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Barnacles to provide clues in search for missing MH370: Australian experts

03-24-2014 16:44 BJT

MELBOURNE, March 24 (Xinhua) -- Australian aviation specialists said tests should be conducted on barnacles attached to any material recovered from debris spotted Monday by Chinese aircraft searching for the missing Malaysia Airlines Flight MH370.

The tests will determine how long the debris has been in the water, and whether that fits the timeline of the plane's disappearance, they told Xinhua on Monday.

Jason Middleton, head of the School of Aviation at University of New South Wales, said any floating debris would attract barnacles, and it was easy for marine experts to determine from them how long debris had been floating.

However, he also warned the new lead could be valueless.

"Unfortunately, I think that the possibility that the debris is from the missing aeroplane is low. There is a lot of debris floating around the southern ocean, from damage done to ships in big storms," he said, just hours before the latest discovery was made by Chinese searchers.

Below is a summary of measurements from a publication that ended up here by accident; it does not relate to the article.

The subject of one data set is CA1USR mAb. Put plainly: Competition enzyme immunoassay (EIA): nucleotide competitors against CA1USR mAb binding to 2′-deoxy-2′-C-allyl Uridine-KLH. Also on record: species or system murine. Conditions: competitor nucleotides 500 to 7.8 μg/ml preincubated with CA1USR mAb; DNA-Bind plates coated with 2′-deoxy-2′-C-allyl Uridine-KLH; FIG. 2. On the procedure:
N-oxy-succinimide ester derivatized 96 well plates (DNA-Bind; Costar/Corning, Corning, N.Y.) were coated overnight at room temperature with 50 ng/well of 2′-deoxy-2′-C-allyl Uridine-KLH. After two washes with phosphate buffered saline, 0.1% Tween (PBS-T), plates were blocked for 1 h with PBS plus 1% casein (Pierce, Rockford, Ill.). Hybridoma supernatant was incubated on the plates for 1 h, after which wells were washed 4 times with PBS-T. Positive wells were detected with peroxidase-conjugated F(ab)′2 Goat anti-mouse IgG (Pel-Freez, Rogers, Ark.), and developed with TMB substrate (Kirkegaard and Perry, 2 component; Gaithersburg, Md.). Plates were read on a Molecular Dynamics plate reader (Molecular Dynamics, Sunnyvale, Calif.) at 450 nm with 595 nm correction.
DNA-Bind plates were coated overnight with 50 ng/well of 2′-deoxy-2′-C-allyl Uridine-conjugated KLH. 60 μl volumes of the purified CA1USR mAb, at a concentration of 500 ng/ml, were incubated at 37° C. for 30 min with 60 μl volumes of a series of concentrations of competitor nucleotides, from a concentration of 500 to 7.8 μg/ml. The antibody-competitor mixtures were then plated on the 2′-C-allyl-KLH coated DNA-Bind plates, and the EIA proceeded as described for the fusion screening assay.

Professor Middleton's research interests are in environmental fluid dynamics, airborne observations and aviation. He has been responsible for developing the School of Aviation over the past two decades, and has been flying since 1970.

Professor Chun H. Wang from RMIT, also the Director of the Sir Lawrence Wackett Aerospace Research Centre, echoed Middleton's judgement, saying the first priority when the debris was brought to shore was to exam what was on the surface.

"If the timeline of the barnacles falls into the time table of the missing plane, then it can be considered a valuable lead, and further examination can be made," he told Xinhua.

The crew of a Chinese IL-76 plane spotted the objects in the southern Indian Ocean on Monday while searching for the missing jetliner.

The crew has reported the coordinates -- 95.1113 degrees east longitude and 42.5453 south altitude -- to the Australian command center as well as Chinese icebreaker Xuelong, which is en route to the area.

A Xinhua correspondent aboard the IL-76 said the searchers saw two relatively big floating objects with many white smaller ones scattered within a radius of several kilometers.

 

Editor:Zhang |Source: Xinhua

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